What Do the Lochness Monster and Big Foot have to do with Smoking Cessation? with Dr. David Utley, President & CEO of Carrot Inc.
: [00:00:01] Welcome to the Outcomes Rocket podcast where we inspire collaborative thinking, improved outcomes and business success with today's most successful and inspiring healthcare leaders and influencers. And now your host, Saul Marquez
Saul Marquez: [00:00:19] Welcome back once again to the outcomes rocket podcast where we chat with today's most successful and inspiring healthcare leaders. I really want to thank you for tuning in again and I invite you to go to outcomes rocket health slash reviews where you could rate and review our outstanding guests. Today we have an amazing guest. His name is Dr. David UtLey. He's the President and CEO at Carrot Inc. They're on a mission to engage and empower millions of people to quit smoking. But in a different way. And what we're going to dive into today is some of the basic concepts and things that they're doing at Carrot Inc that are going to make an impact in the way that this is done. And so my guest today has a wide array of experience and medicine. He started as as a surgeon and at Stanford University then founded his own company which was acquired by Covidien was the chief medical officer for quite some time. And now he's on to his next venture. And so what I want to do is open up the microphone to David to fill in any of the gaps in the introduction. David welcome to the podcast.
David Utley: [00:01:29] Thanks for inviting me excited to chat with you today.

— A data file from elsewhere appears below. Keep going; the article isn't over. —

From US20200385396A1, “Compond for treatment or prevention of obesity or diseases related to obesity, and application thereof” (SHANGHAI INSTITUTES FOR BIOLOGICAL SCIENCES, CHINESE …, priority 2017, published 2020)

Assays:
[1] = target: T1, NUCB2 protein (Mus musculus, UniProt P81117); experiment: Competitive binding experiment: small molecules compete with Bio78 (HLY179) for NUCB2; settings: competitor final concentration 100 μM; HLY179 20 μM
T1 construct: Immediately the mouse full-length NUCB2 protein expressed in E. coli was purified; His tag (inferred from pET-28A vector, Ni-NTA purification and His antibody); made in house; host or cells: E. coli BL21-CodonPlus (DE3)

Saul Marquez: [00:01:32] It is my pleasure David. And so one of the things that I like to do just to begin is ask the question why. What got you into medicine in particular why smoking.
David Utley: [00:01:42] Yeah this is my third career at Carrot. And as you mentioned my first career was as a surgeon. I trained an ear nose and throat surgery at Stanford out here starting in 92. I was there on faculty until about 2003 and I've always been interested in healthcare and healthcare related family wanted as a kid in the hospital. So I was pretty yes and I thought into sports medicine by ended up doing most of Europe and the Stanford our practice was a cancer practice and we almost exclusively focused on cancer related to tobacco use and they were related and they had that which is like your tonsils or your voicebox and it was pretty frustrating to me as a doc that there weren't a lot of things that we could do to help people quit smoking. And when we had pamphlets and we had warnings for the folks and we told people was bad for them. But you know I was in the treatment and I wasn't really on kind of the prevention. But I was thinking about it and you know like you mentioned before aside professionally I bet every one of the listeners has a friend or family member that's been touched by the use of tobacco. They've either got middle from it other kids are sick or maybe unfortunately they passed away they have a grandparent or something. So we all either professionally or familial lives like socially or touched by this gigantic awful product that people become addicted to. Typically when they're teenagers they smoke into their adulthood and about 80 percent of people who smoke don't want to be smokers but they don't have something that they can turn to. They can actually help them quit effectively.
Saul Marquez: [00:03:10] It's a really really amazing focus that you guys have talked about and you know we had a chance to connect before the podcast David I told you my dad you know smoker and he's tried different things and it just hasn't worked for him. I met your team at the Health 2.0 meeting and they they walk me through the approach. And so I love for the listeners to just get a better idea of why carrots different and how you guys approach a situation.